Wednesday, August 18, 2010

The CMIO's checklist

So as someone who thinks a lot about the informational flows behind a hospital's day-to-day operations, I read a lot about people who are having challenges with "EMR governance issues".

The governance issues you hear about are basically related to change management and implementation issues. After you have an EMR, your training needs expand dramatically. You may need to engineer your paperwork differently. You have workflow issues to contend with, and decision support issues to tackle.

And the committee structure you had before your EMR may not hold up under the new workload demands. Make too small a committee, and you may not get the right input. Make too large a committee, and you may never be able to make a decision.

If the committee charters aren't well-designed, some committees will be overburdened, while others are looking for work to do.

And if you don't have the support to implement your basic tools, then the "ejection fraction" of your committees will drop. (E.g. the committee will decide on a new policy, but if nobody knows about the new policy, then the committee can make lots of decisions that don't really get executed on the floor.)

In short - it helps if you lay out a strategy for how to deal with all of these issues.

So I created this simple little tool, to help a CMIO (or CMIO-like person) figure out how to help orchestrate the "overhaul" to meet your new needs. I affectionately call it, "The CMIO's Checklist". (See the spreadsheet above for an idea of how to build your own.)

With this tool, you first have to come up with a list of your common paperwork design challenges. As an example, most hospitals generally struggle with the timely design, testing, approval, publication, and implementation of the following :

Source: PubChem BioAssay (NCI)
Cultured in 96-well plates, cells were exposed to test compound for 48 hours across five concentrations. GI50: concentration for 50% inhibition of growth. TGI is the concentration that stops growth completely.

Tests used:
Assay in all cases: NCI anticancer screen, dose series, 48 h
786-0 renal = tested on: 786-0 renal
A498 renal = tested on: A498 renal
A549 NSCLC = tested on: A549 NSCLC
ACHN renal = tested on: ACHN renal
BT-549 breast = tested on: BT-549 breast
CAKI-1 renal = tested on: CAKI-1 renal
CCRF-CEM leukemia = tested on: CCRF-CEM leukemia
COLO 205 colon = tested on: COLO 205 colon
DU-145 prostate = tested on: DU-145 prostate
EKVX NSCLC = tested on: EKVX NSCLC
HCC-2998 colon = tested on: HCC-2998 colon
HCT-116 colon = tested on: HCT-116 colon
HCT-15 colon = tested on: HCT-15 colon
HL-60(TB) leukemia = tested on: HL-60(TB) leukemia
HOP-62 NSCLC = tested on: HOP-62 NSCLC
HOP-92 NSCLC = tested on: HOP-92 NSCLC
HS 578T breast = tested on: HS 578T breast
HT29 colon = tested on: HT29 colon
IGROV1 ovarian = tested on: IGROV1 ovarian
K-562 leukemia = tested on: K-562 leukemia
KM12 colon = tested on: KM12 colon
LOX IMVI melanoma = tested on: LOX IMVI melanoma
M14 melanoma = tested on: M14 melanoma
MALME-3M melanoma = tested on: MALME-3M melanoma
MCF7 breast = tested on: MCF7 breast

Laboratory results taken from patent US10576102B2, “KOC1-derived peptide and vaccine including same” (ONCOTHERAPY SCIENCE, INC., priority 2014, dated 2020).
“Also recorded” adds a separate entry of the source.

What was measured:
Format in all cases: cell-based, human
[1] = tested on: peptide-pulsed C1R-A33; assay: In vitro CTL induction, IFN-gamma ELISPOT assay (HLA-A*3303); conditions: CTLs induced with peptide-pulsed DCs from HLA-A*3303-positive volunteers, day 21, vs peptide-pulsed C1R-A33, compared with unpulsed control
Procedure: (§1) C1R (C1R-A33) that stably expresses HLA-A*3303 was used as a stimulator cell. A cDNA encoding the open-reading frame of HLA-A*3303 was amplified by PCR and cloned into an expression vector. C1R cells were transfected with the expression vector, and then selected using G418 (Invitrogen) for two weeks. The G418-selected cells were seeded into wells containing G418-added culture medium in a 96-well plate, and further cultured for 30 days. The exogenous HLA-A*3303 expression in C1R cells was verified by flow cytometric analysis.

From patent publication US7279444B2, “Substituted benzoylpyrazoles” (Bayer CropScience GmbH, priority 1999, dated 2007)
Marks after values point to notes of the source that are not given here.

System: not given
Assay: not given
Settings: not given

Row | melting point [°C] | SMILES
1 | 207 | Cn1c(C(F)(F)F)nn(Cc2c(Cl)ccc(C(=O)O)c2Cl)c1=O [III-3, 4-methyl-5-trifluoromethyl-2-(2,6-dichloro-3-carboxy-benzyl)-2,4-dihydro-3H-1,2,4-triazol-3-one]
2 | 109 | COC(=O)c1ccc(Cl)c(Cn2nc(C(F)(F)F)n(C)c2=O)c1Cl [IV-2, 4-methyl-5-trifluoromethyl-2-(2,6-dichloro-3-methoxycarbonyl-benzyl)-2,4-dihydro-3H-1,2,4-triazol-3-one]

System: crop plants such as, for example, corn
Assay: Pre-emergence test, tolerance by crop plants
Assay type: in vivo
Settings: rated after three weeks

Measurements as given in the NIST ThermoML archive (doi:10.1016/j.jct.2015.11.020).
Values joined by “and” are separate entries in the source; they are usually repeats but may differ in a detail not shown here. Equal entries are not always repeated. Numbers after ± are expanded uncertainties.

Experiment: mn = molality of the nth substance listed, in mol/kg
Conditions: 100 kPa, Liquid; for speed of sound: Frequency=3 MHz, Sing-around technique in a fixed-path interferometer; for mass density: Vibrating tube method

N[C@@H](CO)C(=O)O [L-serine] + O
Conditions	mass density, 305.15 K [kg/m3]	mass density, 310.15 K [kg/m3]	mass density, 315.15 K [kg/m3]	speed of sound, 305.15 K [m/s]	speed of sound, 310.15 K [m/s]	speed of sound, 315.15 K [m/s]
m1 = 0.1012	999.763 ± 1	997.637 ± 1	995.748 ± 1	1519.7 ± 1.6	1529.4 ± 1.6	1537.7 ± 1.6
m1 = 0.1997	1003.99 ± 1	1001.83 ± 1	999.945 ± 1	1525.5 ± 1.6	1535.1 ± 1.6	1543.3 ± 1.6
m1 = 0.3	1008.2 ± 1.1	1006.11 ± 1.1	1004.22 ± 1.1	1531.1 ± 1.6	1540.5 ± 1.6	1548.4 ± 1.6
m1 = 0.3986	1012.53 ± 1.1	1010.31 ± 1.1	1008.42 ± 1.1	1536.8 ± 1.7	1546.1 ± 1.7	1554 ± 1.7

1. Clinical Policies (ALWAYS ON) - A statement describing an organizational standard. Commonly fall into standards for patient care (clinical policies) and employees/non-clinical functions (administrative standards). Typically published through a printshop or an electronic site.)
  2. Procedures - Tools which include the detailed steps on how to achieve an organizational standard or defined goal. Typically published attached to a policy statement or in a separate procedure manual.
  3. Guidelines - Tools more flexible and negotiable than a policy that are used to outline desired actions and outcomes of therapy.  
  4. Clinical Protocols (ON/OFF) - Tools used to standardize and automate care for a common clinical scenario, containing those conditional (IF/THEN) statements that allow a nurse, pharmacist, or other licensed medical professional to start / modify / stop a patient care order on behalf of a physician. All conditional (IF/THEN) statements in a protocol should refer to a discrete, well-defined data element. Protocols are primarily activated/deactivated by a physician order, or in some scenarios by a clinical policy. Common examples include : Heparin Protocol, alcohol protocol, PPI substitution protocol, etc. Protocols are typically published through a printshop or an electronic site.
  5. Order Sets -  Tools which include a grouping of orders which can be started / modified / stopped by a physician, used to standardize and expedite the ordering process for a common clinical scenario. Typically categorized as either admission order sets, diagnosis order sets, or convenience order sets, and commonly published either through a printshop or an EMR.
  6. Orders - Tools used to instruct a licensed person to deliver a defined type of care to a defined patient at a defined time in a defined manner for a defined duration. Medication orders, referring to the delivery of medications, are typically compiled in a medication formulary and are commonly published via printshop, electronic site, or EMR.